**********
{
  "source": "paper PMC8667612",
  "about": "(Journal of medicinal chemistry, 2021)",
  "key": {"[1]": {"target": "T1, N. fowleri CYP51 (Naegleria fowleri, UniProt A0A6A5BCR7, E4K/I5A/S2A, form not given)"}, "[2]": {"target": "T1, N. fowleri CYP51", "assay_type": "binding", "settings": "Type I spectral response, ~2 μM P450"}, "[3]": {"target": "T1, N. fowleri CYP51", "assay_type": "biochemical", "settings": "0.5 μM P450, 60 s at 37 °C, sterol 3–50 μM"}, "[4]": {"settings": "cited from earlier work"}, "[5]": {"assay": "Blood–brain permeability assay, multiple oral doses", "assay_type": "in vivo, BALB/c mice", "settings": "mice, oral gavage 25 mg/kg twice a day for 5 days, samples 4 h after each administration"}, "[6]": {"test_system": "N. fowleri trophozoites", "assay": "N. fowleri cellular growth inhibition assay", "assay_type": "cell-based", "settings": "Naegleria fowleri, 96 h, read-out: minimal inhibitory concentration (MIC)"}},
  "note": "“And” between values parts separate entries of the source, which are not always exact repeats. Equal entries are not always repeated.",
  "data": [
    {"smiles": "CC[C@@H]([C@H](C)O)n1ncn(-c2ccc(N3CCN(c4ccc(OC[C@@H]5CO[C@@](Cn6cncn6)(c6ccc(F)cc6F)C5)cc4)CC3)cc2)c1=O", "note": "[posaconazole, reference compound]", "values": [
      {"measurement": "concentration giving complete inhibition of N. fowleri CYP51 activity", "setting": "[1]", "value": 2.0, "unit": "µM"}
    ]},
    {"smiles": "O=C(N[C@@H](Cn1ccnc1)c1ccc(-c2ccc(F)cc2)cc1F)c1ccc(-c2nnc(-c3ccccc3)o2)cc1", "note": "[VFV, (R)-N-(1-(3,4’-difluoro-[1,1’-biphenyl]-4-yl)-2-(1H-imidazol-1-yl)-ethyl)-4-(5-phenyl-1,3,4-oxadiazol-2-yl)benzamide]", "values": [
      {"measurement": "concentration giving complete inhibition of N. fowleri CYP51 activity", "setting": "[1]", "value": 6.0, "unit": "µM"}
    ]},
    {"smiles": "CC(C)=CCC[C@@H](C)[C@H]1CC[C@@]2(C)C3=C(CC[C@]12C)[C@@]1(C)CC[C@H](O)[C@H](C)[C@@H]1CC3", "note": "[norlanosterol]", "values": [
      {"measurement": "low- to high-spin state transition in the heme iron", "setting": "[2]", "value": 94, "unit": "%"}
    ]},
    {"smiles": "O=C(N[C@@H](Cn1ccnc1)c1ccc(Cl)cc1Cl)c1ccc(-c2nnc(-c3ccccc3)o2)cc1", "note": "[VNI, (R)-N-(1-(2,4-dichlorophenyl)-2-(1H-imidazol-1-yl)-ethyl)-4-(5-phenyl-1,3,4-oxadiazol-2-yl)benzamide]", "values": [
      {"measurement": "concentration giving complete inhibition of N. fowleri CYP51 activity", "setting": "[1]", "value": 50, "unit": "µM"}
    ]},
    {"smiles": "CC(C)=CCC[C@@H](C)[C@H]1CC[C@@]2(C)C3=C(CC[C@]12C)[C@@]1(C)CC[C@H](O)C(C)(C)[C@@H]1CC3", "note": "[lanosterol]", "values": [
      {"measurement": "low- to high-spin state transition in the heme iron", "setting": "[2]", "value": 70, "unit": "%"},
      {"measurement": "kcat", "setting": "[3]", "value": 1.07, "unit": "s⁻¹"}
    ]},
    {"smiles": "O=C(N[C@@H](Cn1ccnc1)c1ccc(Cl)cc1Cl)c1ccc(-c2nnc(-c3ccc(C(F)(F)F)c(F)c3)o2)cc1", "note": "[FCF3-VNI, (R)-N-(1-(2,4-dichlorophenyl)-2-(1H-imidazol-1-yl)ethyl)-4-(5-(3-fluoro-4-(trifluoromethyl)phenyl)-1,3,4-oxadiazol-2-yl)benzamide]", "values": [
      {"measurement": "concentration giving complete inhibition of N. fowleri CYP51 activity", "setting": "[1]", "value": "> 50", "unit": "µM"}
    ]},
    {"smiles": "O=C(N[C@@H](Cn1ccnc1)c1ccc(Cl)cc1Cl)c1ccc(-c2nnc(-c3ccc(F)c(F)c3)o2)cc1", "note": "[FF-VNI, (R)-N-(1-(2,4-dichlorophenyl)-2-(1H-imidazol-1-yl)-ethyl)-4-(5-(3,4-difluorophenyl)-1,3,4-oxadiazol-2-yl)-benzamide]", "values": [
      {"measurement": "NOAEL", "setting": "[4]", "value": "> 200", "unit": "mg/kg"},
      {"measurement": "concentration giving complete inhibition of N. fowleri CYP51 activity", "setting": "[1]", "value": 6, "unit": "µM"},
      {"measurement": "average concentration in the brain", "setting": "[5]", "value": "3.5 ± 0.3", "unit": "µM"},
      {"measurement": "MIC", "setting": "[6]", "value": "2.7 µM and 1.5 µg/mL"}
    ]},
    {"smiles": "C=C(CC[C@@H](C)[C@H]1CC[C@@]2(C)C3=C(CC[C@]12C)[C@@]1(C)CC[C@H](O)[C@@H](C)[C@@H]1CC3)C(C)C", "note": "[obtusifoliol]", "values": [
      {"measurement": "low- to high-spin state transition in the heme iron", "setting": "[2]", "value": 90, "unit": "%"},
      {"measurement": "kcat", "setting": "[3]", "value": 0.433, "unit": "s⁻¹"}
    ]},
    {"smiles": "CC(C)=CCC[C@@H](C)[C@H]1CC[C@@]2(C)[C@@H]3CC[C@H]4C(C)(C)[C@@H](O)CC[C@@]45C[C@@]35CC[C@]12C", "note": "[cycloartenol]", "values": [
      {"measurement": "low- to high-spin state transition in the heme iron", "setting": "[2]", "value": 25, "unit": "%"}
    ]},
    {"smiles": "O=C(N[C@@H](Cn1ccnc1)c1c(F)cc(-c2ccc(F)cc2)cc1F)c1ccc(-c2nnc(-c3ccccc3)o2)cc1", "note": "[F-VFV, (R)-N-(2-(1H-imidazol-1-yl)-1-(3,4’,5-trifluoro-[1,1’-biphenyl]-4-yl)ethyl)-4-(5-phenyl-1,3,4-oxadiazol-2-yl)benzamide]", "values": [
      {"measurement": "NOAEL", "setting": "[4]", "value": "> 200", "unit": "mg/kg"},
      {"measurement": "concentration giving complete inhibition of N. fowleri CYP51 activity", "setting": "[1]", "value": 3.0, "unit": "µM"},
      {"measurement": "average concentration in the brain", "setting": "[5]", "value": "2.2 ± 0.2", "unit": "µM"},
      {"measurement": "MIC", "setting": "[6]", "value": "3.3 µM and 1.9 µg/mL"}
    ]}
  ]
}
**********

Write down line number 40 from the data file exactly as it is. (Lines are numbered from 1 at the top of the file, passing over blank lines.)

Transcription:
      {"measurement": "NOAEL", "setting": "[4]", "value": "> 200", "unit": "mg/kg"},